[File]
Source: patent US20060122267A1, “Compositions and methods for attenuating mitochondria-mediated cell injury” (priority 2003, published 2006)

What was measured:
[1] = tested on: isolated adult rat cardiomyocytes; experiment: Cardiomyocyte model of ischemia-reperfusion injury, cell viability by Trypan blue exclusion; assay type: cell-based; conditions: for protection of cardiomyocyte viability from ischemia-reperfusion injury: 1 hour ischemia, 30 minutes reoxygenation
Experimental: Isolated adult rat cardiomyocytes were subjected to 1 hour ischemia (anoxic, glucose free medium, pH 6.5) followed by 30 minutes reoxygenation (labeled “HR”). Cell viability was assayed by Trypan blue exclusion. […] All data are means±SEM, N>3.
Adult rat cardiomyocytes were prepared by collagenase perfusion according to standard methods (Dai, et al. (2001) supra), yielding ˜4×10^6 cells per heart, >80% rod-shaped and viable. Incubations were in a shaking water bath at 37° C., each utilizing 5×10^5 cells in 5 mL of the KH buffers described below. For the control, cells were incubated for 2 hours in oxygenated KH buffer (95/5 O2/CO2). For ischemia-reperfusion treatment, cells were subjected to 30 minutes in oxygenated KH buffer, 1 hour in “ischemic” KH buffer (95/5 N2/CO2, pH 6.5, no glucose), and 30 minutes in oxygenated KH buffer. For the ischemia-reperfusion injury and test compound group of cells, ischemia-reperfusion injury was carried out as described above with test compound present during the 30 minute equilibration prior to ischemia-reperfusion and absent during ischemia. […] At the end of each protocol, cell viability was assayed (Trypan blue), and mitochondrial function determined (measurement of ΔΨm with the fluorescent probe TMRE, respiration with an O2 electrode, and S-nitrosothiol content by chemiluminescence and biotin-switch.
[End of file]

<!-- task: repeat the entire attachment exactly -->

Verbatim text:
Source: patent US20060122267A1, “Compositions and methods for attenuating mitochondria-mediated cell injury” (priority 2003, published 2006)

What was measured:
[1] = tested on: isolated adult rat cardiomyocytes; experiment: Cardiomyocyte model of ischemia-reperfusion injury, cell viability by Trypan blue exclusion; assay type: cell-based; conditions: for protection of cardiomyocyte viability from ischemia-reperfusion injury: 1 hour ischemia, 30 minutes reoxygenation
Experimental: Isolated adult rat cardiomyocytes were subjected to 1 hour ischemia (anoxic, glucose free medium, pH 6.5) followed by 30 minutes reoxygenation (labeled “HR”). Cell viability was assayed by Trypan blue exclusion. […] All data are means±SEM, N>3.
Adult rat cardiomyocytes were prepared by collagenase perfusion according to standard methods (Dai, et al. (2001) supra), yielding ˜4×10^6 cells per heart, >80% rod-shaped and viable. Incubations were in a shaking water bath at 37° C., each utilizing 5×10^5 cells in 5 mL of the KH buffers described below. For the control, cells were incubated for 2 hours in oxygenated KH buffer (95/5 O2/CO2). For ischemia-reperfusion treatment, cells were subjected to 30 minutes in oxygenated KH buffer, 1 hour in “ischemic” KH buffer (95/5 N2/CO2, pH 6.5, no glucose), and 30 minutes in oxygenated KH buffer. For the ischemia-reperfusion injury and test compound group of cells, ischemia-reperfusion injury was carried out as described above with test compound present during the 30 minute equilibration prior to ischemia-reperfusion and absent during ischemia. […] At the end of each protocol, cell viability was assayed (Trypan blue), and mitochondrial function determined (measurement of ΔΨm with the fluorescent probe TMRE, respiration with an O2 electrode, and S-nitrosothiol content by chemiluminescence and biotin-switch.